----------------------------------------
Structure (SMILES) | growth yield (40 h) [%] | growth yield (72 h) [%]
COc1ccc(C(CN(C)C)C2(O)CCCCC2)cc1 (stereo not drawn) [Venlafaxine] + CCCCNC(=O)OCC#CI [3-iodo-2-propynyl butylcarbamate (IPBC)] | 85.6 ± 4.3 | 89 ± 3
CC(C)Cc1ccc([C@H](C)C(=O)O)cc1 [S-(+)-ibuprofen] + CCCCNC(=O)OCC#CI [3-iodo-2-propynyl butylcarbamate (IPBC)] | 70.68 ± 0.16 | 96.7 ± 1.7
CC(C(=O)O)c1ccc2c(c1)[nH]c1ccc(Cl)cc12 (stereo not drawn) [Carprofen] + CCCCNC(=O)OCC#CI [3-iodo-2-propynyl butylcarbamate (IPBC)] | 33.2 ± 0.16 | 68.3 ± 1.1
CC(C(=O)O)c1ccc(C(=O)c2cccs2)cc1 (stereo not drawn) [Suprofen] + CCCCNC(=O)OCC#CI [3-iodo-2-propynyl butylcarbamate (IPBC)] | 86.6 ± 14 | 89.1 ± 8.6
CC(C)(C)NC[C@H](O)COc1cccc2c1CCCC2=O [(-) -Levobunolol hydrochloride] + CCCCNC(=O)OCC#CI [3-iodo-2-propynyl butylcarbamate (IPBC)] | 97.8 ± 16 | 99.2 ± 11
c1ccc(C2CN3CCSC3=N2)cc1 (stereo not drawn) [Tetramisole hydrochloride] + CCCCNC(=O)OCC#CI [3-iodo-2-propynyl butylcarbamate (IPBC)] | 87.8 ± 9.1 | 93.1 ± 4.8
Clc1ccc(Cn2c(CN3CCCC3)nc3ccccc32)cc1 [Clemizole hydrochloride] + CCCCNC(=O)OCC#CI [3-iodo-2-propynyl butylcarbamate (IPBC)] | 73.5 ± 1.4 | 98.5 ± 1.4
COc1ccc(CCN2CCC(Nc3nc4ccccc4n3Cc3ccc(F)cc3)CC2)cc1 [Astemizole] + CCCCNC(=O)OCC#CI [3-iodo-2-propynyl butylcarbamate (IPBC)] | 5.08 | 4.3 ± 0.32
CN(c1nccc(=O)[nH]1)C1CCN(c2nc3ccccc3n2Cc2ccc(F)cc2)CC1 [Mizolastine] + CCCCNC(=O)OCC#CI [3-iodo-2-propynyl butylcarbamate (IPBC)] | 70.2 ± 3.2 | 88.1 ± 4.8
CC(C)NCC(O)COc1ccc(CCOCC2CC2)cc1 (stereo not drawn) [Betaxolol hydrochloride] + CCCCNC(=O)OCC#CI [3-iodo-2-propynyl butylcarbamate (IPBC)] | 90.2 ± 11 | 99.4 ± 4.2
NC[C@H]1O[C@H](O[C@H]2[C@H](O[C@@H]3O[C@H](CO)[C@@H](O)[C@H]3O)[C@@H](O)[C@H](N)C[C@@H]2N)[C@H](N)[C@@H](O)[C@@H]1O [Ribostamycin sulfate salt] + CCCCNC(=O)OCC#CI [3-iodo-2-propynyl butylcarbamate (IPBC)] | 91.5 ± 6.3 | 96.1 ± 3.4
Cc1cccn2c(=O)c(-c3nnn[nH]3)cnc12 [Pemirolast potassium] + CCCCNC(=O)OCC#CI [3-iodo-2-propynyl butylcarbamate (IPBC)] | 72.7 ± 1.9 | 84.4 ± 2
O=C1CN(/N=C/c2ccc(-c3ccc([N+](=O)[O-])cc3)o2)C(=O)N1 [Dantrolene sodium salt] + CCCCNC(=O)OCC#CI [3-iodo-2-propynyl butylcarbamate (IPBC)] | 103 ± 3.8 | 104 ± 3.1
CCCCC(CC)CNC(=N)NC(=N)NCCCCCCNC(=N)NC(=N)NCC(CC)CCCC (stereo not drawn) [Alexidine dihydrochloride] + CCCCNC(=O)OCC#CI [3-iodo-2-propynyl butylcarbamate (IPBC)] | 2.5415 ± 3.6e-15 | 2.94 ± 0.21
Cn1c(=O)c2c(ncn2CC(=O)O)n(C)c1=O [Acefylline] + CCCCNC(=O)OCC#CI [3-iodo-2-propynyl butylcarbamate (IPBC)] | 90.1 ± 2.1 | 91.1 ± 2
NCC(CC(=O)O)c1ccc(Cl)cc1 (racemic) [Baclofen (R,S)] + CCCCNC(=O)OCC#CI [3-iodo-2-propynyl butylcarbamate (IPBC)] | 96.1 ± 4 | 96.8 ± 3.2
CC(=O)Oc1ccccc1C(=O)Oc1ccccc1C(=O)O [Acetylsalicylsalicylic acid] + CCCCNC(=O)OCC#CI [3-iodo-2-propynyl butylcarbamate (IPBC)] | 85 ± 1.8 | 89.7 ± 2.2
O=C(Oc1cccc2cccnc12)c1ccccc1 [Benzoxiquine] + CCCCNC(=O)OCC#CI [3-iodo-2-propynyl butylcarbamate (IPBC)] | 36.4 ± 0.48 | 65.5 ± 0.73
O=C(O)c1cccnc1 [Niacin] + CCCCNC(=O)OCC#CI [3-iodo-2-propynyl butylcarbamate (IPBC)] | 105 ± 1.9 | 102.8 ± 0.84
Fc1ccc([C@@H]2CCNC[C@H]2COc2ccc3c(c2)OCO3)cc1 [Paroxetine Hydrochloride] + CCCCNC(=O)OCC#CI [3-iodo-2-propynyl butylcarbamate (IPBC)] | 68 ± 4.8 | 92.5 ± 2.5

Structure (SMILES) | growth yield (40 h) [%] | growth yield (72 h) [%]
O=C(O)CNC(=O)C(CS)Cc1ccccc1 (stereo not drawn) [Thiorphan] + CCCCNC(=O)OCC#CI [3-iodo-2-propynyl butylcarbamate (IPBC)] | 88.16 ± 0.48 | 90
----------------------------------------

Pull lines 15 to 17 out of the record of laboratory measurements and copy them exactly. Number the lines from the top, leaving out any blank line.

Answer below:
CCCCC(CC)CNC(=N)NC(=N)NCCCCCCNC(=N)NC(=N)NCC(CC)CCCC (stereo not drawn) [Alexidine dihydrochloride] + CCCCNC(=O)OCC#CI [3-iodo-2-propynyl butylcarbamate (IPBC)] | 2.5415 ± 3.6e-15 | 2.94 ± 0.21
Cn1c(=O)c2c(ncn2CC(=O)O)n(C)c1=O [Acefylline] + CCCCNC(=O)OCC#CI [3-iodo-2-propynyl butylcarbamate (IPBC)] | 90.1 ± 2.1 | 91.1 ± 2
NCC(CC(=O)O)c1ccc(Cl)cc1 (racemic) [Baclofen (R,S)] + CCCCNC(=O)OCC#CI [3-iodo-2-propynyl butylcarbamate (IPBC)] | 96.1 ± 4 | 96.8 ± 3.2